In the face of growing demand and widespread breeding of flat-faced dogs with extreme features, a group of dog welfare experts called the Brachycephalic Working Group (BWG) have developed an easy-to-use tool to help prospective owners understand how body-shape affects health in dogs, and how to choose a healthy type of four-legged friend that does not have an extreme body shape.
The BWG has launched its “innate health” tool, which highlights a series of fundamental body functions that all dogs should be reasonably expected to show. These functions include very basic needs of dogs such as the ability to blink fully, the ability to breathe easily and to exercise without difficulty, the ability to sleep without breathing difficulties, and the ability to flex their backs and having a tail to wag. Sadly these are things which some dogs are unable to do due to their extreme features and body shapes. Assessing for these functions in their planned new purchase can help would-be owners to prioritise health when getting a dog, instead of just buying the latest “Instagram fad” breed.
The BWG, made up of vets, breeders, breed clubs, dog welfare charities, academics and Defra, is concerned that a growing number of owners in the UK are unduly influenced by social media and advertising that promote human desire for dogs with extreme features, such as squashed faces or excessive skin rolls. As a consequence, many owners are manipulated into wanting dogs with extreme features or a body shape considered to be “fashionable”, even when these features are known to have serious negative impacts on the health of these dogs.
The BWG hopes that its new easy-to-use tool, available online, will help owners to make better decisions when it comes to getting a dog, in line with the BWG recommendation that good health, welfare and temperament should override all other considerations for dogs.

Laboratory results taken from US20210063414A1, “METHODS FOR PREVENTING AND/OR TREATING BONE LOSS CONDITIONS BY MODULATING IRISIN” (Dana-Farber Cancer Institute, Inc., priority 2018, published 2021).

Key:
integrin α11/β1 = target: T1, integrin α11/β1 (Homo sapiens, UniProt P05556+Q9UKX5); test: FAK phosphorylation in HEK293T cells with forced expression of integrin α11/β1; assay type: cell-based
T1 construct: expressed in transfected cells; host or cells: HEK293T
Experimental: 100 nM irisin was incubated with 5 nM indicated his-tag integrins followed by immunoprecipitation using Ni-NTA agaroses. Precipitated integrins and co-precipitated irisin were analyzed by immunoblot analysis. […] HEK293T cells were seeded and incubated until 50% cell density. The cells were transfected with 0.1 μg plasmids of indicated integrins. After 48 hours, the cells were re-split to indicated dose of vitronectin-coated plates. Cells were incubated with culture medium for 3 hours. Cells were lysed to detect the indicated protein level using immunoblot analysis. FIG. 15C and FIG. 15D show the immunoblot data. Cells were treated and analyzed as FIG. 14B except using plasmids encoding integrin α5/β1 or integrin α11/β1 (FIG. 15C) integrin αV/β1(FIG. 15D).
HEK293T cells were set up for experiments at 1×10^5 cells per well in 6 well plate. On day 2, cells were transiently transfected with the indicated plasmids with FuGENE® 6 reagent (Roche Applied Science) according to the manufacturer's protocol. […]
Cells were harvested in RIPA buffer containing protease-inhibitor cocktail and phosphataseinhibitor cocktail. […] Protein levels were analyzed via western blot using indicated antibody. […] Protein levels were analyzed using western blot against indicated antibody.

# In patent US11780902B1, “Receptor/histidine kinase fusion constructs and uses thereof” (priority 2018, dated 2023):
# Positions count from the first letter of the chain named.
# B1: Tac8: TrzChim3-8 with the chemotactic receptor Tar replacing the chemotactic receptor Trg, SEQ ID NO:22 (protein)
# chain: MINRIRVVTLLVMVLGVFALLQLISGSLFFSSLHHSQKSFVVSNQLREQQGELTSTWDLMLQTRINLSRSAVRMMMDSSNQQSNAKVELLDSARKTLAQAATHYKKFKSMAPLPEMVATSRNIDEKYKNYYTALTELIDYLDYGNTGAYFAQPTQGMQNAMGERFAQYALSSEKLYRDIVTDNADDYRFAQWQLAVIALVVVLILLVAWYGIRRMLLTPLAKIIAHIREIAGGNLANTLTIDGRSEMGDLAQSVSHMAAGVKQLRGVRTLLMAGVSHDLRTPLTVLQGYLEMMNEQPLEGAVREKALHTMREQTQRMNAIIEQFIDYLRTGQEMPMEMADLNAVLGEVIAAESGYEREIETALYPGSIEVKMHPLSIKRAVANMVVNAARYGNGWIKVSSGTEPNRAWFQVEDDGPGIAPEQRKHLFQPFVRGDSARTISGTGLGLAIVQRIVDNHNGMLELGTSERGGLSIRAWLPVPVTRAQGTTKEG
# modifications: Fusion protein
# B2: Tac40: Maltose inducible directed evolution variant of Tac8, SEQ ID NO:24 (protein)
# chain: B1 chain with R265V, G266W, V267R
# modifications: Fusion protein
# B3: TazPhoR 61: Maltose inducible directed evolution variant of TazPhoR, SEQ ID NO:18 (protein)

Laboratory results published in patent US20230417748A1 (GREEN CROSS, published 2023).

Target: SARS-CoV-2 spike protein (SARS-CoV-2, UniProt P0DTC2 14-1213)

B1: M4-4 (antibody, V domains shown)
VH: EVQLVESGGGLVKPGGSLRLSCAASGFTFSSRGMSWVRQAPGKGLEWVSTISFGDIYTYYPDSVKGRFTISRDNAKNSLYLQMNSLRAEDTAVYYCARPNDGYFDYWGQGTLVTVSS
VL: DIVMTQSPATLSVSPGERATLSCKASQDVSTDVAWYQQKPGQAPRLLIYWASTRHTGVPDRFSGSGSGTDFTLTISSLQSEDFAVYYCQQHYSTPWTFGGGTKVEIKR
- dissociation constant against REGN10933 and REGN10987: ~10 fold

Dr Dan O’Neill, chair of the Brachycephalic Working Group (BWG) commented: “Dogs come in many shapes and sizes, so picking a healthy new four-legged family member can be a daunting challenge for many would-be owners, who may be unaware of the significant health problems affecting some dogs due to their extreme body shapes. As well as causing a lifetime of pain and suffering for the dog, getting the decision wrong can lead to serious heartbreak for the owner too.
“Would-be owners should focus on the life that the dog will live; the dog’s good health must be the number one priority. Our new BWG innate health tool, based on decades of research, helps owners assess the body shape of different types of dogs out there and ask themselves basic but critical questions about how these body shapes could compromise the health of the dog. Caring owners who use the ‘innate health’ tool can select a healthier type of dog so that their new four-legged family member is better able to live a naturally healthy and fulfilling life. Owners who use the ‘innate health’ tool can also benefit from fewer dog-health related concerns, lower vet bills, and a longer happier shared life with their dog.
“Growing evidence over recent decades has highlighted many welfare issues and high risk of serious diseases linked to extreme body shape. The public’s obsession for dogs with flat faces has also resulted in increasing numbers of flat-faced dogs being poorly bred and sold indiscriminately. These welfare problems are now so serious that the current advice from major welfare groups in the UK is to ‘stop and think before buying a flat-faced dog’. Hopefully this new innate health tool will assist would-be owners to find alternative and healthier types of dogs to bring joy to their lives.